If you asked many people whether they locked their doors when going out, a majority would likely respond that they do. But if you asked many people whether they used a VPN when using a public Wi-Fi, a majority would likely respond that they don’t.

It’s interesting how people take home security seriously, but aren’t as adamant about their online security. And maybe it’s because those material possessions are actually tangible, perceptible by touch. That’s a philosophical musing for a different day, but we should acknowledge that more and more, our personal lives are integrated with our online activities.

The connection of cyber security to home security

In a PewResearch survey, only 10% of adults were able to correctly identify images showing multi-factor authentication, and only 13% were aware of the risks mitigated by using a VPN over public Wi-Fi. This is hardly really technical stuff to know, and identity theft companies like Identity Guard offer protection services that take a lot of the legwork out of staying secure.

Just as I spoke above about people locking their doors, smart door locks are unironically rising in popularity. Thus, keeping your home physically secure can also – not just can, significantly does – overlap with cyber security as well, especially if you own many smart devices in your home.

Your smart light bulbs or smart TV could be an entryway into your home router, which could be connected to your Wi-Fi garage door opener, for example. This isn’t futuristic sci-fi stuff, this is like, proven and factual to happen. Baby monitors have been hacked, for Pete’s sake.

So the more dependent on tech we become, the more Wi-Fi enabled gadgets we add to our home, the more we absolutely need to be aware of more in-depth cyber security practices, and not just using strong passwords.

 Blueprint to Keeping Your Home Protected from Physical and Cyber Crime

Ways to secure your home against cybercrime

Always install firmware and security updates on devices around your home. This also keeps them operating efficiently. Your smart bulb might have a slight flickering issue that’s fixed by a firmware patch, but that patch could just as easily be fixing a critical security flaw in its Wi-Fi encryption as well.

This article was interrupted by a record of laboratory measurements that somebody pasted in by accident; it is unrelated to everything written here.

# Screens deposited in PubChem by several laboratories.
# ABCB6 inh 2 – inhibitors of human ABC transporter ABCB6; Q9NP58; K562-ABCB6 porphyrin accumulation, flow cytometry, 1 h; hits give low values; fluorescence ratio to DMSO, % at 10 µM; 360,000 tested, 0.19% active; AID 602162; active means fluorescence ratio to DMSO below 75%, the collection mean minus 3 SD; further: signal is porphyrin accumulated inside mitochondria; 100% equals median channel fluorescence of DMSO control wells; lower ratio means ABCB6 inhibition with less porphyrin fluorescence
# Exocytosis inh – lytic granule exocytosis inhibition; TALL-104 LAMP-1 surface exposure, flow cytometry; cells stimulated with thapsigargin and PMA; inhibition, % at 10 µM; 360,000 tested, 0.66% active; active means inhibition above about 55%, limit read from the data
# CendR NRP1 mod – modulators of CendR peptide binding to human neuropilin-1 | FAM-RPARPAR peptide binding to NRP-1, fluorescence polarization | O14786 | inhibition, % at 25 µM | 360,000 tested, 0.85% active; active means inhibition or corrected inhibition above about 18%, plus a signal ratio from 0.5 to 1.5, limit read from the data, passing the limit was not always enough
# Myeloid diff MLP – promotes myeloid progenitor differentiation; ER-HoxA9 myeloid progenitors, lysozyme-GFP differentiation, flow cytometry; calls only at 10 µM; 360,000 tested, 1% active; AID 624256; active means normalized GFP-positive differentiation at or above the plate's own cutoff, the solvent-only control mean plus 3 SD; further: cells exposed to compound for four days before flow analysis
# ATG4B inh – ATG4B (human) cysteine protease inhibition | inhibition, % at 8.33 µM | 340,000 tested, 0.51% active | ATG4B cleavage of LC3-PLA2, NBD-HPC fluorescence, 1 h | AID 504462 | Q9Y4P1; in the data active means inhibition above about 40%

Change all the default passwords of every IoT device

Secure your network and change all default passwords. You really have no idea how your smart TV is storing your login credentials for different apps where you might have credit card information stored, for subscription purposes. It’s really not far-fetched to think that someone could stand outside your home with a packet sniffer, and intercept data flowing between the TV and your Wi-Fi router.

Cover up those pinhole cameras

On any kind of device that has a built-in microphone and camera, tape up the cameras. It’s a bit trickier to disable built-in microphones, as you can typically disable those in device settings, but you can’t be 100% certain. But for cameras specifically, again, I could hack into your smart TV or smart fridge or anything that uses facial recognition, and I could monitor that device’s camera to know when you aren’t home.

Use a VPN and strong anti-malware protection when out on a public Wi-Fi

Again, this is not some sci-fi fiction stuff. It’s very easy to perform MitM (man-in-the-middle) attacks on public Wi-Fi, and even cause the router’s captive portal (the website that automatically opens when you log onto a hotel’s free wi-fi) to redirect to a virus download. Then your laptop gets infected, you take that infected laptop back home, and the virus jumps onto your home network and infects your computer.